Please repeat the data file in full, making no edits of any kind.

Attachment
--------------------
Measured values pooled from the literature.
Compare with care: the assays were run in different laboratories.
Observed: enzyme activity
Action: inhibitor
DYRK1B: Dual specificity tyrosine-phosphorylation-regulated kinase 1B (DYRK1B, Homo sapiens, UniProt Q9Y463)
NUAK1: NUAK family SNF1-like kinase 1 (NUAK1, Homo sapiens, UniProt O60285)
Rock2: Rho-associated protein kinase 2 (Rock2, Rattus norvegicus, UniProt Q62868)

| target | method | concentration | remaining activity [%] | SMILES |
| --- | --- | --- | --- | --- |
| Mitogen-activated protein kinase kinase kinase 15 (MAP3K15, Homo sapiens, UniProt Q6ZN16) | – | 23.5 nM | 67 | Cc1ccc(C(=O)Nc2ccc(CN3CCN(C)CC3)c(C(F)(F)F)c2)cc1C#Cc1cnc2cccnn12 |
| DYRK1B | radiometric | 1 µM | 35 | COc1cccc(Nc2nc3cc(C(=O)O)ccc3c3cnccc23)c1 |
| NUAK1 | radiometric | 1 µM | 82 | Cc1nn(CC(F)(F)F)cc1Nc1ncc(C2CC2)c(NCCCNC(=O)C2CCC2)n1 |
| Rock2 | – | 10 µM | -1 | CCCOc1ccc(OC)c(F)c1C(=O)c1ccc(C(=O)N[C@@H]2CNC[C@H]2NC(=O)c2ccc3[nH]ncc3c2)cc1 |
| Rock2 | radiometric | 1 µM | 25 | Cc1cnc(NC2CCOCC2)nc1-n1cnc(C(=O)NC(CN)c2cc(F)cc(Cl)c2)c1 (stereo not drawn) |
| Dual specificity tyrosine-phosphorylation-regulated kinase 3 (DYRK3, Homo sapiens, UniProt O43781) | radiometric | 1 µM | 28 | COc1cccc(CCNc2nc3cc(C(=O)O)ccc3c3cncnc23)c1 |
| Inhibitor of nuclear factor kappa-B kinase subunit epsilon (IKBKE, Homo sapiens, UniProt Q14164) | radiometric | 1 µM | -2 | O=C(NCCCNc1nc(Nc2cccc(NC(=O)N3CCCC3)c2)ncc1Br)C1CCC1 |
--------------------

Measured values pooled from the literature.
Compare with care: the assays were run in different laboratories.
Observed: enzyme activity
Action: inhibitor
DYRK1B: Dual specificity tyrosine-phosphorylation-regulated kinase 1B (DYRK1B, Homo sapiens, UniProt Q9Y463)
NUAK1: NUAK family SNF1-like kinase 1 (NUAK1, Homo sapiens, UniProt O60285)
Rock2: Rho-associated protein kinase 2 (Rock2, Rattus norvegicus, UniProt Q62868)

| target | method | concentration | remaining activity [%] | SMILES |
| --- | --- | --- | --- | --- |
| Mitogen-activated protein kinase kinase kinase 15 (MAP3K15, Homo sapiens, UniProt Q6ZN16) | – | 23.5 nM | 67 | Cc1ccc(C(=O)Nc2ccc(CN3CCN(C)CC3)c(C(F)(F)F)c2)cc1C#Cc1cnc2cccnn12 |
| DYRK1B | radiometric | 1 µM | 35 | COc1cccc(Nc2nc3cc(C(=O)O)ccc3c3cnccc23)c1 |
| NUAK1 | radiometric | 1 µM | 82 | Cc1nn(CC(F)(F)F)cc1Nc1ncc(C2CC2)c(NCCCNC(=O)C2CCC2)n1 |
| Rock2 | – | 10 µM | -1 | CCCOc1ccc(OC)c(F)c1C(=O)c1ccc(C(=O)N[C@@H]2CNC[C@H]2NC(=O)c2ccc3[nH]ncc3c2)cc1 |
| Rock2 | radiometric | 1 µM | 25 | Cc1cnc(NC2CCOCC2)nc1-n1cnc(C(=O)NC(CN)c2cc(F)cc(Cl)c2)c1 (stereo not drawn) |
| Dual specificity tyrosine-phosphorylation-regulated kinase 3 (DYRK3, Homo sapiens, UniProt O43781) | radiometric | 1 µM | 28 | COc1cccc(CCNc2nc3cc(C(=O)O)ccc3c3cncnc23)c1 |
| Inhibitor of nuclear factor kappa-B kinase subunit epsilon (IKBKE, Homo sapiens, UniProt Q14164) | radiometric | 1 µM | -2 | O=C(NCCCNc1nc(Nc2cccc(NC(=O)N3CCCC3)c2)ncc1Br)C1CCC1 |